The Evolving Networks ADSL bonding service delivered downlink and uplink throughputs of greater than 10 Mbps and 1.5 Mbps, respectively, with excellent consistency. Our results indicated an absence of network contention or congestion issues at any part of the broadband chain.
Negligible 3-4% throughput overhead from bonding
With any bonding service, there is inevitably a performance overhead due to the fact that the bonding process requires the transmission of some data that is used in the separation and combination process. As a result, bonding services will never give 100% of the combined uplink and downlink throughputs of the individual connections utilised.
Impressively, the measured performance overhead with the Evolving Networks bonded ADSL service was very small, as shown in the table, below. We found that the the combinations of the single-line throughputs were 10.86 Mbps (downlink) and 1.71 Mbps (uplink). The actual throughputs of the bonded ADSL service were 10.50 Mbps (downlink) and 1.65 Mbps (uplink).
In other words, the ADSL bonding service delivered throughputs of 97% (downlink) and 96% (uplink) of the combined single-line throughputs. These are outstanding results, demonstrating that customers achieve very close to the sum of the separate throughputs in practice.
|Line||Downlink connection speed||Uplink connection speed||Measured downlink throughput||Measured uplink throughput|
|Line 1||6410 kbps||1020 kbps||5.44 Mbps||0.86 Mbps|
|Line 2||6336 kbps||1019 kbps||5.42 Mbps||0.85 Mbps|
|Total (theoretical)||N/A||N/A||10.86 Mbps||1.71 Mbps|
|Bonded service||N/A||N/A||10.50 Mbps (97%)||1.65 Mbps (96%)|
Table 1: Calculation of the performance overhead from the Evolving Networks bonded ADSL service
Impressively low latency, with pings below 20 ms
As mobile broadband services often demonstrate, there is much more to performance than throughputs alone, and many applications, such as Voice-over-IP (VoIP), video conferencing and to a lesser extent browsing, are susceptible to delay (latency). The lower the latency, the better that services can be delivered and the ‘snappier’ that services such as browsing (which may involve many DNS look-ups) will be for users.
Relatively long ADSL lines can suffer from relatively high latency, made worse by the presence of interleaving. One potential concern about bonding solutions is that they potentially increase latency. However, our measurements show that the Evolving Networks ADSL bonding delivered extremely low latency, given the distance from our exchange. The average ping for the www.bbc.co.uk site was about 19 ms, as shown in the table below, which puts some fibre broadband connections to shame.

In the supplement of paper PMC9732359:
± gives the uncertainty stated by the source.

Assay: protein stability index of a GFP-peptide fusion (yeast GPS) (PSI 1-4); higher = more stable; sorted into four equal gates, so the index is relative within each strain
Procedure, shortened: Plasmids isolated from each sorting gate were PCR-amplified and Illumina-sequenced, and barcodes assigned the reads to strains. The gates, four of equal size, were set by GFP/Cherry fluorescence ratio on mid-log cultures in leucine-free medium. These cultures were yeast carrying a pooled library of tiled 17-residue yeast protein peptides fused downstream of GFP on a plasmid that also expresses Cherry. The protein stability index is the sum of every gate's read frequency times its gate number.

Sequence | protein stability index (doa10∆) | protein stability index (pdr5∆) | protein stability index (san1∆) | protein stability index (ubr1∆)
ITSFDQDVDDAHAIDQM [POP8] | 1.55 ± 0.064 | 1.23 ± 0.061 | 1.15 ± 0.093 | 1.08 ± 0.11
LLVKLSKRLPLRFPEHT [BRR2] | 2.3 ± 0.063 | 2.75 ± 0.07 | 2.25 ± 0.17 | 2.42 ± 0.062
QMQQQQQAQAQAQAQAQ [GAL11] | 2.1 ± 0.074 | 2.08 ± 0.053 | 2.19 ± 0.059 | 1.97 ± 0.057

|Site/IP address||Minimum ping (ms)||Average ping (ms)|
|220.127.116.11 (DNS server)||17.1||21.1|
|18.104.22.168 (DNS server)||16.3||21.4|
|22.214.171.124 (DNS server)||16.6||22.1|
Table 2: Minimum and average pings for a number of sites with bonded ADSL (200 pings)
To put this into context, the average ping on a separate ADSL line that we use is 38 ms – about twice that of the Evolving Networks solution! There are a number of factors that have allowed the bonded ADSL solution to deliver such low latency, including:
- an optimised network architecture
- interleaving being switched off on each line.
Evolving Networks permitted us to connect directly to each individual ADSL line so that we could measure latency. We measured the ping on our individual lines to be about 14 ms, meaning that the additional delay from the Evolving Networks bonding was only about 4 or 5 ms.
Packet loss was also negligible. The combination of good throughputs, low latency and negligible packet loss resulted in excellent performance for all the applications we tested, which included HD video streaming, browsing and Skype VoIP. As shown in the video previously, web browsing was very responsive. All of our many test Skype test calls experienced no speech dropouts in either direction.
To all intents and purposes, a high-quality 10 Mbps connection had been created without any measurable or perceived adverse performance impacts.
In our next review, we will be assessing the performance of ADSL bonding using three and four ADSL connections.
Part 2 of this review is now available by clicking on the following link: